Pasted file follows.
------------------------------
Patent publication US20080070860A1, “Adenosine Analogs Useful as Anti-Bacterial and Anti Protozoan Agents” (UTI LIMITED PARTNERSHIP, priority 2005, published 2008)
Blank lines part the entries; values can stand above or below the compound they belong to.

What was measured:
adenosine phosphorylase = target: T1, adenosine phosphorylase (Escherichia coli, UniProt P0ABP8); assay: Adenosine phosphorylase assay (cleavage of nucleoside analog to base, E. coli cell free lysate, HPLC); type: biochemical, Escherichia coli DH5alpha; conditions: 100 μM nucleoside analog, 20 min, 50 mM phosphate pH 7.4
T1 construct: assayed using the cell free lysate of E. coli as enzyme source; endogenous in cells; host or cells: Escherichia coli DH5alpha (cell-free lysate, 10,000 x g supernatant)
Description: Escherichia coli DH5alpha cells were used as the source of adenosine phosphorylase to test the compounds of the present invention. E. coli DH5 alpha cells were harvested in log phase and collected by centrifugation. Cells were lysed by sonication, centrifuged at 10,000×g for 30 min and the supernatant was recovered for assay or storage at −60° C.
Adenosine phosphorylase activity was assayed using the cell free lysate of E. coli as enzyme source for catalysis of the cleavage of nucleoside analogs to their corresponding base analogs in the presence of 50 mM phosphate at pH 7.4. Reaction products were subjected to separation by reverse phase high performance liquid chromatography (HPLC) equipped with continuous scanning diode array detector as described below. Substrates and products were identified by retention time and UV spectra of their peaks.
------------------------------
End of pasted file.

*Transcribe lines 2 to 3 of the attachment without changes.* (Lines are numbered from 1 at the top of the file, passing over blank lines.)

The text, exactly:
Blank lines part the entries; values can stand above or below the compound they belong to.

What was measured: